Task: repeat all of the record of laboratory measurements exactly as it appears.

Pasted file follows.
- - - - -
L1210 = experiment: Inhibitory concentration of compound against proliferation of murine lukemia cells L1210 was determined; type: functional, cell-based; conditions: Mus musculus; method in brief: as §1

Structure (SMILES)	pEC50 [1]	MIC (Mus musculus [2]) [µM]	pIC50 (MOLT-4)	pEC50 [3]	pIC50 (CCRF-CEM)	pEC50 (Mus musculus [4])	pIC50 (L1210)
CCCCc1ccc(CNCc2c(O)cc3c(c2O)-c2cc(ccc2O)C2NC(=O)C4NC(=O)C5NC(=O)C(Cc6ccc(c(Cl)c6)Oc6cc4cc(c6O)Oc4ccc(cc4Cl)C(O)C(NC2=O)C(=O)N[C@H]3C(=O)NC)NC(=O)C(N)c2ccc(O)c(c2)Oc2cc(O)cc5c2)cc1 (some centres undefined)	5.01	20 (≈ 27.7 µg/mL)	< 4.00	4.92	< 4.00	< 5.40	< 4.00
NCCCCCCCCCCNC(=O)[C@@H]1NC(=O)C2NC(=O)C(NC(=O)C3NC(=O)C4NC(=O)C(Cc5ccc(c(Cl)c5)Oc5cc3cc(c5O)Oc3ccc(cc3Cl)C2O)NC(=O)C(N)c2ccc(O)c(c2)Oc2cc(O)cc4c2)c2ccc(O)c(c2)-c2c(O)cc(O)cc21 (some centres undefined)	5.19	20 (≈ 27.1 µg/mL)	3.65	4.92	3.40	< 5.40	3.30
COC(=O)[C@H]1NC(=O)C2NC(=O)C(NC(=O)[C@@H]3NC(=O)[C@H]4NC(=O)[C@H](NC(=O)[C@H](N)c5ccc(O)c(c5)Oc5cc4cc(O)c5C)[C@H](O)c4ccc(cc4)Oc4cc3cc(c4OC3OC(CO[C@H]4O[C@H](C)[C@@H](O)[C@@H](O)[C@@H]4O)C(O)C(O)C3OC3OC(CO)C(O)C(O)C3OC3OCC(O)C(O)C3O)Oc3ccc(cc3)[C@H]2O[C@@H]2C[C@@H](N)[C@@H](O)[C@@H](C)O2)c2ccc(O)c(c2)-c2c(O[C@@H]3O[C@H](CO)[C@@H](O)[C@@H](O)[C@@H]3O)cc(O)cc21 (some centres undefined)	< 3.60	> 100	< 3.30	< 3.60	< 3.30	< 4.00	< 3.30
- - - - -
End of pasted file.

L1210 = experiment: Inhibitory concentration of compound against proliferation of murine lukemia cells L1210 was determined; type: functional, cell-based; conditions: Mus musculus; method in brief: as §1

Structure (SMILES)	pEC50 [1]	MIC (Mus musculus [2]) [µM]	pIC50 (MOLT-4)	pEC50 [3]	pIC50 (CCRF-CEM)	pEC50 (Mus musculus [4])	pIC50 (L1210)
CCCCc1ccc(CNCc2c(O)cc3c(c2O)-c2cc(ccc2O)C2NC(=O)C4NC(=O)C5NC(=O)C(Cc6ccc(c(Cl)c6)Oc6cc4cc(c6O)Oc4ccc(cc4Cl)C(O)C(NC2=O)C(=O)N[C@H]3C(=O)NC)NC(=O)C(N)c2ccc(O)c(c2)Oc2cc(O)cc5c2)cc1 (some centres undefined)	5.01	20 (≈ 27.7 µg/mL)	< 4.00	4.92	< 4.00	< 5.40	< 4.00
NCCCCCCCCCCNC(=O)[C@@H]1NC(=O)C2NC(=O)C(NC(=O)C3NC(=O)C4NC(=O)C(Cc5ccc(c(Cl)c5)Oc5cc3cc(c5O)Oc3ccc(cc3Cl)C2O)NC(=O)C(N)c2ccc(O)c(c2)Oc2cc(O)cc4c2)c2ccc(O)c(c2)-c2c(O)cc(O)cc21 (some centres undefined)	5.19	20 (≈ 27.1 µg/mL)	3.65	4.92	3.40	< 5.40	3.30
COC(=O)[C@H]1NC(=O)C2NC(=O)C(NC(=O)[C@@H]3NC(=O)[C@H]4NC(=O)[C@H](NC(=O)[C@H](N)c5ccc(O)c(c5)Oc5cc4cc(O)c5C)[C@H](O)c4ccc(cc4)Oc4cc3cc(c4OC3OC(CO[C@H]4O[C@H](C)[C@@H](O)[C@@H](O)[C@@H]4O)C(O)C(O)C3OC3OC(CO)C(O)C(O)C3OC3OCC(O)C(O)C3O)Oc3ccc(cc3)[C@H]2O[C@@H]2C[C@@H](N)[C@@H](O)[C@@H](C)O2)c2ccc(O)c(c2)-c2c(O[C@@H]3O[C@H](CO)[C@@H](O)[C@@H](O)[C@@H]3O)cc(O)cc21 (some centres undefined)	< 3.60	> 100	< 3.30	< 3.60	< 3.30	< 4.00	< 3.30